27 March 2014 | paul-allaer
Witse moves to the big screen, and strikes out both critically and commercially
"Witse" is a popular TV crime series in Flanders, Belgium, not unlike, say, the "der Alte" TV series in Germany. Last year it was announced that "Witse" would move to the big screen. The production team mentioned that the movie version would allow the story to explore the 'darker' side of Witse. I was looking forward to it.
"W." (a/k/a "Witse de Film" or "Witse the Movie"; 2014 release from Belgium; 90 min.) finds our hero now retired from the police force. As the movie opens, we see the long-forgotten sister of Witse attempting to make contact with him. Apparently her 20 yr. old daughter has disappeared and is eventually found brutally murdered. Witse "volunteers" his services to the cops to help out his sister, and off we go to track what eventually becomes a serial murder case. To tell you more would spoil your viewing experience.
Couple of comments: first, what's with the movie's official title? Rather than officially calling the movie "Witse the Movie" or something along those lines, it shows instead in the credits as "W.", making me immediately think of George W. Bush. Second, this movie sure does explore the 'darker' side of Witse as the plot involves gruesome scenes and pictures of the female victims, in fact I was surprised how dark this movie truly is. Third, the plot does cleverly build in references to the fact that this year marks the 100 anniversary of WWI, a big deal in Belgium (President Obama visited a cemetery of perished WWI American soldiers during his recent trip to Belgium). Last but not least, Hubert Damen dutifully reprises his TV role of Witse for the big screen.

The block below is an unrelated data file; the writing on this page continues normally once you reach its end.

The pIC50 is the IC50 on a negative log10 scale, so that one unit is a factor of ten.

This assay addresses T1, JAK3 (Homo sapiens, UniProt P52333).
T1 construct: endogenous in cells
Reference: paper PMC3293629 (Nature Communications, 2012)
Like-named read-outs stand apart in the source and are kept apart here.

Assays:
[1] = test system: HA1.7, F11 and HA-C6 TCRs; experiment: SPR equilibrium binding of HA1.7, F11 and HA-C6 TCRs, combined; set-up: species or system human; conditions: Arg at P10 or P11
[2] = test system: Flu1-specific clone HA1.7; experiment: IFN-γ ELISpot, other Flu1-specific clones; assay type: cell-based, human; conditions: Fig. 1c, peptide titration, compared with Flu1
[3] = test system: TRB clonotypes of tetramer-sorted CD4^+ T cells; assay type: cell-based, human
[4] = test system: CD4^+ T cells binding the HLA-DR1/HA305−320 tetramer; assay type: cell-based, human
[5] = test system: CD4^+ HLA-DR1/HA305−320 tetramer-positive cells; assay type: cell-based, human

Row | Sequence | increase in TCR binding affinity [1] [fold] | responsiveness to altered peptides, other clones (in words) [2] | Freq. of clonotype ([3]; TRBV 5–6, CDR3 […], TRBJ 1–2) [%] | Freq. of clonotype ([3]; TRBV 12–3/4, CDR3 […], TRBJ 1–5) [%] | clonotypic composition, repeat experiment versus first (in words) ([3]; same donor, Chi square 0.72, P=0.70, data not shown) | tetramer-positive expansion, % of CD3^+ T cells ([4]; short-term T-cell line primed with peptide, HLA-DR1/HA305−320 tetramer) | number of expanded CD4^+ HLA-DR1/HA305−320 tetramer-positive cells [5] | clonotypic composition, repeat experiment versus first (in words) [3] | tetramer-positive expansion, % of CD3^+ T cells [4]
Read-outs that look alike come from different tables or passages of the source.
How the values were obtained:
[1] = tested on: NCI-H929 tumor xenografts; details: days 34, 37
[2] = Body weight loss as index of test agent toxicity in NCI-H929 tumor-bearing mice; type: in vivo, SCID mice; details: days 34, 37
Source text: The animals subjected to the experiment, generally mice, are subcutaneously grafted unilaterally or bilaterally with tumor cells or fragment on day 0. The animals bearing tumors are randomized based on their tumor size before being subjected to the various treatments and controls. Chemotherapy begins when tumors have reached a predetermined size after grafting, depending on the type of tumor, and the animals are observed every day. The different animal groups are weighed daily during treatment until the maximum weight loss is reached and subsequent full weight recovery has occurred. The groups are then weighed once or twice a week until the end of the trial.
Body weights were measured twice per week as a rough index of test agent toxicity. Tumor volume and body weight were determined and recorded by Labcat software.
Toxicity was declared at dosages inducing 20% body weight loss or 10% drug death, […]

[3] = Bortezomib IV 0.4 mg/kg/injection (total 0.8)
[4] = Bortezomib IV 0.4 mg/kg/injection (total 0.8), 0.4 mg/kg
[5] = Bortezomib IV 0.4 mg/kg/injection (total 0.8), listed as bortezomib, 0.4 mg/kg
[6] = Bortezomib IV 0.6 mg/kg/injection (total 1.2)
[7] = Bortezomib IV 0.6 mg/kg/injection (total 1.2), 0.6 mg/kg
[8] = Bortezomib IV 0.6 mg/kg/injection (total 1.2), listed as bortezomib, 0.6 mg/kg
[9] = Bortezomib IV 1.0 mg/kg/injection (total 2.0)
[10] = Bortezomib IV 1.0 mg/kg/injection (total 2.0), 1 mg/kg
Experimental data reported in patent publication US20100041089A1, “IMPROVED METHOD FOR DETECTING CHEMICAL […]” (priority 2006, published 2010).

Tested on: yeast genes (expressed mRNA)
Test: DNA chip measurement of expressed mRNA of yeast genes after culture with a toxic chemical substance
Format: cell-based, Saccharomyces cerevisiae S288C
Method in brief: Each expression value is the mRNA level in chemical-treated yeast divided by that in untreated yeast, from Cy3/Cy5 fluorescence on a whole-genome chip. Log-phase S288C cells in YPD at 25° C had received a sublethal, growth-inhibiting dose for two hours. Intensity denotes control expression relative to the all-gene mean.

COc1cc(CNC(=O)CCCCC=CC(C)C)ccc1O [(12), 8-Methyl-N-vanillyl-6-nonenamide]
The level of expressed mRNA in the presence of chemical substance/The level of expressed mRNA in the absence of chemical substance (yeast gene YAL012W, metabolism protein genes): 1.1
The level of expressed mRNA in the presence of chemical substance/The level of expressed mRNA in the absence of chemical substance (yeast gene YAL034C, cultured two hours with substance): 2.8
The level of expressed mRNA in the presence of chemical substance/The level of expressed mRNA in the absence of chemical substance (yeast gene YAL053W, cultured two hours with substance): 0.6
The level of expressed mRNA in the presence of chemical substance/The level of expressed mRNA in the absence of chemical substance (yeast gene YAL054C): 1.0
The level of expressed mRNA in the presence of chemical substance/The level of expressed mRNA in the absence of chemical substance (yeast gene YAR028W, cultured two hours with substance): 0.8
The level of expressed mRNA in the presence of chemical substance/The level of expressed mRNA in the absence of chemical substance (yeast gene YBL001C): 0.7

The movie opened several weeks ago in Belgium, to lukewarm reviews at best. I nevertheless went to see it last weekend during a family visit in Belgium. The screening I saw this at was poorly attended, and by coincidence there was an article in a Belgian newspaper this week speculating as to why the movie has flopped so badly, both critically and commercially. It seems a rare misstep in what has been an incredible streak of wonderful and engaging Flemish movies recently. Check out "W." if you have a NEED to see Flemish movies. Otherwise I'd pass.